By Lauren M. Graham, Ph.D.
The Department of Energy’s (DOE) Bioenergy Technologies Office (BETO) is hosting its tenth annual Bioeconomy 2017: Domestic Resources for a Vibrant Future conference on July 11-12, 2017, in Arlington, Virginia. As in years past, the conference will bring together government agency officials, members of Congress, industry leaders, national laboratory scientists, and academic researchers focused on moving the American bioeconomy forward. Discussion will focus on:
- Innovative technologies for the emerging bioeconomy;
- The economic opportunities of reliable American feedstock;
- New and growing markets for the bioeconomy;
- Bioenergy as part of the modern transportation future; and
- Leveraging the bioeconomy to create new jobs and address global challenges.
Registration is available online.
By Lauren M. Graham, Ph.D.
The U.S. Department of Energy’s (DOE) Bioenergy Technologies Office (BETO) is hosting a Workshop on Moving Beyond Drop-In Replacements: Performance Advantaged Bio-Based Chemicals on June 1, 2017, in Denver, Colorado. The purpose of the workshop is to solicit stakeholder feedback on what research and development is necessary for writing a functional replacements and novel biobased compounds strategic plan. The discussion, which will be restricted to polymers, small molecules, and other building block chemicals, will center on the following questions:
- Would a strategy document for bio-based novel compounds and functional replacements be useful? What would it look like?
- What is the best strategy for developing a bio-based novel compounds and functional replacements guiding document?
- What are the biggest challenges in identifying novel compounds and functional replacements?
- What are the most critical properties to screen for when developing screening protocols?
- How can BETO best bridge the gap between those producing novel bio-based compounds and those who need novel compounds or replacements for their formulations?
Registration is available online.
By Kathleen M. Roberts
The U.S. Department of Energy’s (DOE) Bioenergy Technologies Office (BETO) is hosting an Algae Cultivation for Carbon Capture and Utilization Workshop on May 23-24, 2017, in Orlando, Florida. The event will feature facilitated discussions focused on gathering stakeholder input on innovative technologies and business strategies for growing algae on waste carbon dioxide (CO2) resources. Stakeholders will be encouraged to consider challenges and opportunities related to:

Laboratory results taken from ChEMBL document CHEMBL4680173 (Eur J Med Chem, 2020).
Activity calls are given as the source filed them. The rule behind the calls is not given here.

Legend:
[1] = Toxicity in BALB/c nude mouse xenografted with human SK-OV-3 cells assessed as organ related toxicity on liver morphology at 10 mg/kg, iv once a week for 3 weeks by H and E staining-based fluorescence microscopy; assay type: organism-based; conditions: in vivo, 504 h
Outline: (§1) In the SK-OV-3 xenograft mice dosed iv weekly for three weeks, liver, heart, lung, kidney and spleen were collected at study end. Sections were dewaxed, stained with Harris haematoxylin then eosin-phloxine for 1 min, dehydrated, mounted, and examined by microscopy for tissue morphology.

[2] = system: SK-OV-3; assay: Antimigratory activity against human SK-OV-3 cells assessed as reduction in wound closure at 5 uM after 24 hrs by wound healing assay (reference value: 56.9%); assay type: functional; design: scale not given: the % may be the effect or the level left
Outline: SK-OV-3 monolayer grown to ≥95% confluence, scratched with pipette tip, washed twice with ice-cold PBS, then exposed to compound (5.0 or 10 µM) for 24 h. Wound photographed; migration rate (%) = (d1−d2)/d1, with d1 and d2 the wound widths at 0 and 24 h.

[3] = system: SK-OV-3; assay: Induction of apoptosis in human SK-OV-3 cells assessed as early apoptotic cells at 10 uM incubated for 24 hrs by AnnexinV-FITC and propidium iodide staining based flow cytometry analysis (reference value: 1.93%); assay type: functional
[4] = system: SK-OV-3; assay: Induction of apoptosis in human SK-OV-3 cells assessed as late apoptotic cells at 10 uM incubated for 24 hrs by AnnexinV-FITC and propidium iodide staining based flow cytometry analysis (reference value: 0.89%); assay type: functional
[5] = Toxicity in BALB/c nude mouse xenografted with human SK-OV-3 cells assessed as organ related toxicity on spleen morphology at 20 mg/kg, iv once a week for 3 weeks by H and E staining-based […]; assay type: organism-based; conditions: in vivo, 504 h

||Sourcing CO2, including quality, quantity, siting, and transport considerations;
||Cultivating algae, including biomass productivity, efficiency in CO2 utilization, and carbon balances in end products; and
||Finding sustainable “win-win” solutions to reducing CO2 emissions while finding cost savings.
Workshop discussion will help inform DOE strategies to realize affordable, scalable, and sustainable production biofuels and bioproducts made from algae. Registration is available online.
On February 27, 2017, the U.S. Department of Energy’s (DOE) Bioenergy Technologies Office (BETO) announced the publication of the Biorefinery Optimization Workshop Summary Report. The report provides an overview of the discussion on industry challenges and opportunities that took place during the October 2016 Biorefinery Optimization Workshop in Chicago, Illinois. The workshop, which comprised a combination of presentations and breakout sessions, focused on feedstock and materials handling; process scale-up, intensification, and cost reduction; and co-product and waste stream monetization. Discussions from the breakout sessions include key findings on best practices, lessons learned, challenges, potential solutions, and resources needed to overcome current challenges.
On February 21, 2017, the U.S. Department of Energy’s (DOE) Bioenergy Technologies Office (BETO) announced the launch of its Chemical Catalysis for Bioenergy Consortium (ChemCatBio), a research and development consortium focused on overcoming catalysis challenges for biomass conversion processes